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Wednesday, June 23, 2010

Tips for a Cleaner, Greener Studio

Going green has become the big buzz for the 21st century, and with the current gulf oil spill crises, and recent research illuminating the high number of toxins found in our food and persons from birth on, finding cleaner practices for artists is both a necessary and smart practice to protect our own health and the environment.

Many artist materials have an extremely large amount of chemical toxins. Solvents used to clean brushes, pigments such as cadmium,chromium in pigments and even in clay, xylene and mineral solvents used in commercial artist markers, and heavy metals present in materials such as boiled linseed oil pose a hazard for adults and children alike. While it may not be entirely possible to completely eliminate certain materials, a great many pigments and solvents can be replaced with safer, more environmentally friendly options.

It is necessary first to understand the labeling on artist materials in order to choose less toxic options for studio use. The Artists and Creative Materials Institute have developed a system to identify potentially hazardous supplies from non hazardous. Listed on the sides of most commercial paint tubes sold in the US is the ACMI listing of hazardous or non hazardous, and must conform to ASTM D 4236, a law that identifies materials in terms of chronic and acute hazard.  Additionally, many companies now exist that produce safe, environmentally friendly art materials. One such store produces a range of watercolor paints, papers and pastels that are safe for user and environment alike.  Many of the larger manufacturers of papers and supplies have also gotten onto the green bandwagon. Fabriano, a maker of paper, Golden Acrylics and many others now have a range of professional quality materials safe for user.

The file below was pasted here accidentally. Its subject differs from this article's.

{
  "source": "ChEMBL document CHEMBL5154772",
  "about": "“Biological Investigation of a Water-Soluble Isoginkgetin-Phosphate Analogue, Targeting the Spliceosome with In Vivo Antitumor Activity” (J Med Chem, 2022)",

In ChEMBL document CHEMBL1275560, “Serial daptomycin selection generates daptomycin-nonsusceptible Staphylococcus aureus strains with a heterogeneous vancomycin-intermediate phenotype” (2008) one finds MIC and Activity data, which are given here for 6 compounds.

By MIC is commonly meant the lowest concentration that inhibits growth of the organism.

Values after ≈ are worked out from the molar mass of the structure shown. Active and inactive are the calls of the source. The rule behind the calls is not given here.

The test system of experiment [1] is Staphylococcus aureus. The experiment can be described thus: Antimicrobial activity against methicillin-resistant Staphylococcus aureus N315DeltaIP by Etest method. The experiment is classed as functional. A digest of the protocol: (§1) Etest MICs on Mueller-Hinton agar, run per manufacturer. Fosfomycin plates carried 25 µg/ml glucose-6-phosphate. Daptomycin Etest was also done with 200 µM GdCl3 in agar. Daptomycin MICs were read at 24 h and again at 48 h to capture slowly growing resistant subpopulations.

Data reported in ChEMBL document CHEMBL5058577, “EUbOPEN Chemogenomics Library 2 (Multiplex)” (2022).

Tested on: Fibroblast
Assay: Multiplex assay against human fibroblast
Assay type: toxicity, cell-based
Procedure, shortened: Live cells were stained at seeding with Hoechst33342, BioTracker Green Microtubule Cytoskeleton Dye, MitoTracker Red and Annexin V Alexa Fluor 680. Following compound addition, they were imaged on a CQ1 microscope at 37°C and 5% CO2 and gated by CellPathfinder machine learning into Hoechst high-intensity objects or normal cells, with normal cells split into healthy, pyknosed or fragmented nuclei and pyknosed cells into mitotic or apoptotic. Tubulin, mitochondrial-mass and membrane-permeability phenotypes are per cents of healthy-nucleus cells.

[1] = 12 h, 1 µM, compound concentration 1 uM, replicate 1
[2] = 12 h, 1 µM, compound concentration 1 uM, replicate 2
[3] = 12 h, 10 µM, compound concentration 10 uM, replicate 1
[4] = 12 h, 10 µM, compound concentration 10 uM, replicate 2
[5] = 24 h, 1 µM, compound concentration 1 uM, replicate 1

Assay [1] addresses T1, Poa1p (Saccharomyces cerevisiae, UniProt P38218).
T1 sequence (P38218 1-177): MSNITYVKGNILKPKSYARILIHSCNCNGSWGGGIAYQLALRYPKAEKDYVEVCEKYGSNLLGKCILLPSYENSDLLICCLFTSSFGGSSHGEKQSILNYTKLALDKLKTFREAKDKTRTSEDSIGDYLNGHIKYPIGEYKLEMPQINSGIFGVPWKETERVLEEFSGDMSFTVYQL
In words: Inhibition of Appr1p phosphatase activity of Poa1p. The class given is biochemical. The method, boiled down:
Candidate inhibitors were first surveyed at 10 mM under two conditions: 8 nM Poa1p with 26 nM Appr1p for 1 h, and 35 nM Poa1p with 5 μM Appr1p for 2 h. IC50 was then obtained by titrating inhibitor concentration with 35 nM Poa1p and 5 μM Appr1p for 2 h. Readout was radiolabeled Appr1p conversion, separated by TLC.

Waste too is a big problem with artists.  I recently read about a famous artist that uses his brushes one time before discarding them, in my mind a heinous abuse of our environment, and an unnecessary waste of materials. Choosing good quality brushes, and keeping these brushes clean will keep them useful for many years, it is ego, not necessity that drives such behaviors.  Many artists also destroy, or throw out works that could be gessoed over and reused.  Consider reusing less than spectacular paintings by painting over, or for paper works collage. I almost never throw away less than stellar paintings unless the paper is damaged beyond use for some reason. I feel that I can explore other techniques with these unwanted pieces rather than leveling out valleys by sending them off to a dump.  For small items like pastels, that might become to small and difficult to hold when they are worn down, one might choose a pastel holder, or some similar device.  grinding up small pieces of pastels and using a brush to lay them on paper is another way to get the very most out of material.  Experimentation has become a big part of my own art, and thinking of clever ways to use the last of materials will ensure that you get your moneys worth. 

When choosing solvents to clean brushes, you might consider orange based solvents such as eco house citrus solvent.  Filter the dirty solvent and reuse until its evaporated.  Always wear gloves when handling solvents regardless of their safety. When it is impossible to use a material that isn't potentially harmful, use the least amount necessary and store left over used solvents in a metal gas can in a safe place outside of the studio.  Many municipalities offer a hazardous substance recycle day, and you can return such materials there for proper disposal.   

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